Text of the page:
The Ministry of Agriculture (MOA) has overall responsibility for the sugar industry. It deals with general policy issues while delegating to the Sugar Industry Authority (SIA) specifics of regulation and control of the industry. The Sugar Industry Authority is a statutory body which was created in 1970 by way of an amendment to the Sugar Industry Control Act of 1937 (The Act) to succeed a weaker body, the Sugar Industry Control Board. The SIA was vested with wide powers to regulate and control the industry, including the functions of arbitration, monitoring, planning, research and development and monitoring and overseeing the marketing of sugar and molasses.
In 1994, Jamaica Cane Products Sales Limited was formed as a private marketing company jointly owned by the sugar manufacturers and cane growers. The board of the JCPS includes representation from the two aforementioned organizations, the trade unions and the SIA. The JCPS was created to market sugar for the industry on behalf of the SIA, under the SIA’s authority to market sugar provided by legislation. Prior to the creation of the JCPS, the marketing of all sugar and molasses was done by the SIA. However, the industry felt that a more focused entity, operating as a private company, would function more effectively in pursuing the marketing role. JCPS operates under a specific agreement with the SIA that allows it to function as marketing agent.
In July 2009, the Jamaican Ministry of Agriculture & Fisheries reviewed its main policy document on the sugar industry of Jamaica, “The Jamaica Country Strategy for the Adaptation of the Sugar Industry 2006 to 2015”. The revised sugar strategy document is now entitled, “The Jamaica Country Strategy for the Adaptation of the Sugar Industry: 2006 to 2020”. The document outlines three (3) strategic objectives which are as follow:
1. The development and maintenance of a sustainable private sector-led sugar cane industry based on multiple products;
2. Strengthening of the social resilience, economic diversification and environmental sustainability of Sugar Dependent Areas (SDA);
3. Maintaining progress towards the Government of Jamaica’s (GOJ) macro-economic goals.
The Jamaican sugar industry has been completely privatized since August 2011 when the GOJ completed its sale agreement with Complant (International Sugar Industry Company Limited), a company jointly owned by the Government of China and private interests in China on the purchase of the remaining three state-owned sugar factories. It should be noted that the Jamaican Government had no other alternative apart from divesting the state-owned sugar factories given the huge losses these entities incurred over many years.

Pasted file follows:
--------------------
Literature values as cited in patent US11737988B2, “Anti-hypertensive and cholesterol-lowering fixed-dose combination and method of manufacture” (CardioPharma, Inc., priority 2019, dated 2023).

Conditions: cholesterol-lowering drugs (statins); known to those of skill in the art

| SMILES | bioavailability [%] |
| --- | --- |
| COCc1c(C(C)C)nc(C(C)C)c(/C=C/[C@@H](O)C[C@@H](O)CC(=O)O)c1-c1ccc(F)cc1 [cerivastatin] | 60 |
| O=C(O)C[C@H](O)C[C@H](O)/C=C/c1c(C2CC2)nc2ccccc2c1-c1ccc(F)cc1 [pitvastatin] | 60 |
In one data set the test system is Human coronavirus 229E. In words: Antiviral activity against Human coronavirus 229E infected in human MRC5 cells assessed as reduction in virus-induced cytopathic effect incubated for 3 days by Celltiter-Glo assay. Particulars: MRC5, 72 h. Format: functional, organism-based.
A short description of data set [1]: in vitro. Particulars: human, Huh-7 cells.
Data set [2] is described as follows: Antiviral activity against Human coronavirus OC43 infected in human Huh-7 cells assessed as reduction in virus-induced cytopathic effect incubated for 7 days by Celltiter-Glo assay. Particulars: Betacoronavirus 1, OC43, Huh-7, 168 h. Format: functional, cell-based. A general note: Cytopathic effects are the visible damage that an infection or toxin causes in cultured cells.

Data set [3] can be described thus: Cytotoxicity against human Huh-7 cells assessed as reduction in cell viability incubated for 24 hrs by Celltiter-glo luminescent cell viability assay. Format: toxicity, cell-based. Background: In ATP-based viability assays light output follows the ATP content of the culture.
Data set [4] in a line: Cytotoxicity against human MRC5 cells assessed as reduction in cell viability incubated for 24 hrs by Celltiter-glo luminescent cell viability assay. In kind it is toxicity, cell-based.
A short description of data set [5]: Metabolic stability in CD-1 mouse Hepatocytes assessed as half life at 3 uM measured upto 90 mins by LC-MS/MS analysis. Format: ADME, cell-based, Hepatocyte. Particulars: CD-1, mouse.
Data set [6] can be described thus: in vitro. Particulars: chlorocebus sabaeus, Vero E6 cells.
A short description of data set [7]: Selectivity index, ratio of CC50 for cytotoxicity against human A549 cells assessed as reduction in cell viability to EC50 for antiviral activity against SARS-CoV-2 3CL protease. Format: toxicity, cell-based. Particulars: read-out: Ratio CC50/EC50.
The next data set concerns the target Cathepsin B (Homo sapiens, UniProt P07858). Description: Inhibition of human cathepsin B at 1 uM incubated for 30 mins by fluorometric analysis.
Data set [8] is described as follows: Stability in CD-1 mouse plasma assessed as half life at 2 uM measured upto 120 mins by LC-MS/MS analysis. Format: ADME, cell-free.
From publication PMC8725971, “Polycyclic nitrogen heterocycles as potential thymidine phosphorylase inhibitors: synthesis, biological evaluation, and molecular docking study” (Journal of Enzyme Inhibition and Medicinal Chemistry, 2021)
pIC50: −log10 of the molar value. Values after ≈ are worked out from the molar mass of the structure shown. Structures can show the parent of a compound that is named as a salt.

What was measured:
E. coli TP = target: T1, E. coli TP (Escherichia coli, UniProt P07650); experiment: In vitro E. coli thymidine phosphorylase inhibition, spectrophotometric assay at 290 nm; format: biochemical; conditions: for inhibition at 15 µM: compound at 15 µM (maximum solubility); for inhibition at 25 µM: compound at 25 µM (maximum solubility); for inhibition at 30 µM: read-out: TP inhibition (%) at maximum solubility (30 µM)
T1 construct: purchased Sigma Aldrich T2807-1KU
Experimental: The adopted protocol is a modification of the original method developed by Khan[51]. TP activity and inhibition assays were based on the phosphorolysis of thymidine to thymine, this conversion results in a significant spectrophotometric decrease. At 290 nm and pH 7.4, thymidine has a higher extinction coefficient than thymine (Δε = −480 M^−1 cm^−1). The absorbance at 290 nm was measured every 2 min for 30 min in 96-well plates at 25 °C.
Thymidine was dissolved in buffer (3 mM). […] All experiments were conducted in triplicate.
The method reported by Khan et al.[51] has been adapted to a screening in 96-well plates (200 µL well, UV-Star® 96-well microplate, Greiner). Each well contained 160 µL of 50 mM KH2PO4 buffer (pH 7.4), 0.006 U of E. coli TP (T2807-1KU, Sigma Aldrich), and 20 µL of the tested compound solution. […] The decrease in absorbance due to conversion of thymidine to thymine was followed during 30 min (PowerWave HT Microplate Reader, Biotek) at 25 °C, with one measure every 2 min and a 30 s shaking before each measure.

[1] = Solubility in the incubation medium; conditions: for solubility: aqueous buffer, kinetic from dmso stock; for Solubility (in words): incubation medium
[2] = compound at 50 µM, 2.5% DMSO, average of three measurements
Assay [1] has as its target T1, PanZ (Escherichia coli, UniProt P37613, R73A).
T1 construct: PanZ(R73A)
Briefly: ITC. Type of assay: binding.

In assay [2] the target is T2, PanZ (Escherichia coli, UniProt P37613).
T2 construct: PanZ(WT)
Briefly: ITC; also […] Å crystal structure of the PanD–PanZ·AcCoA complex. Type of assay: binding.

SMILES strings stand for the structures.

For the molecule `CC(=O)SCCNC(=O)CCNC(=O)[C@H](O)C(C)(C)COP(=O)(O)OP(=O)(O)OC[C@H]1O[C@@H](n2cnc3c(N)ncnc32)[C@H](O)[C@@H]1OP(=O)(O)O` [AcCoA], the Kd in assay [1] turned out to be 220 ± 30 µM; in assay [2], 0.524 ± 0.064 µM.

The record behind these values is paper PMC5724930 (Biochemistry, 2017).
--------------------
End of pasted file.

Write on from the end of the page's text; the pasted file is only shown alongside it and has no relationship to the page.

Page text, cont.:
The government of Jamaica in June 2010 appointed a Commission of Enquiry into the sugar industry sector. According to the GOJ, the Enquiry was necessary given the important changes taking place in the Jamaican Sugar Industry, particularly in relation to adjustments in the European Union’s sugar importation policy and the full privatization of the industry. The Commission was given the mandate to ascertain if modifications were required in the regulation, marketing, pricing and institutional controls governing the sector. Twelve main recommendations were made by the Commission and it was felt that these recommendations would have provided the framework for a new, prosperous, multi-product sugar cane industry, led by the private sector. However, to date nothing has been done to implement these recommendations.
Additionally, the policy environment emphasizes diversification as a necessary risk mitigation and revenue generation mechanism. The predominant vision of diversification within the industry foresees the creation of a sugarcane (as opposed to sugar) industry, focusing on co-generation, and the production of ethanol, refined, specialty and raw sugar, as well as rum and other alcoholic beverages.
In November 2012 PCSC was granted marketing agent status by the GOJ as part of the sale agreement between the Chinese company Complant-- which bought the three remaining state-owned sugar factories-- and the government. The Chinese-owned PCSC markets the sugar and molasses produced by their sugar factories locally and internationally.
JCPS is a local cooperative marketing firm composed of sugarcane growers and Jamaican sugar manufacturers. PCSC will not be a part of the local raw sugar pooling arrangement that JCPS carries out on behalf of the industry for the current crop but will operate independently of the local formula by which estates pool their product for the European and United States of America markets.
Since 1994 the marketing of Jamaican raw sugar was assigned under an agency agreement to JCPS Limited, a private company which is jointly owned by the Jamaican sugar manufacturers and the Jamaican sugarcane farmers. As marketing agent of the state-owned Sugar Industry Authority (SIA), JCPS undertakes the commercial functions associated with the marketing of raw sugar destined for export and for local consumption. JCPS at present undertakes the marketing of locally produced raw sugar and molasses for approximately one half of the industry and distributes the total revenues to its sugar manufacturers and sugar cane farmers.
In addition, distribution of imported refined sugar in Jamaica for the retail market is handled exclusively by the JCPS. However, refined sugar used in the manufacturing of valued-added products, such as beverages, is imported by independent manufacturers. JCPS remains concerned that duty-free refined sugar imports for manufacturing may be diverted to the retail trade, dampening prices. It should be noted that refined sugar can be imported for the retail trade by private enterprise but is subjected to a cumulative duty of 128.2%. The Government of Jamaica believes that the heavy involvement of the JCPS in the domestic sugar market serves as a means of stabilizing local retail sugar prices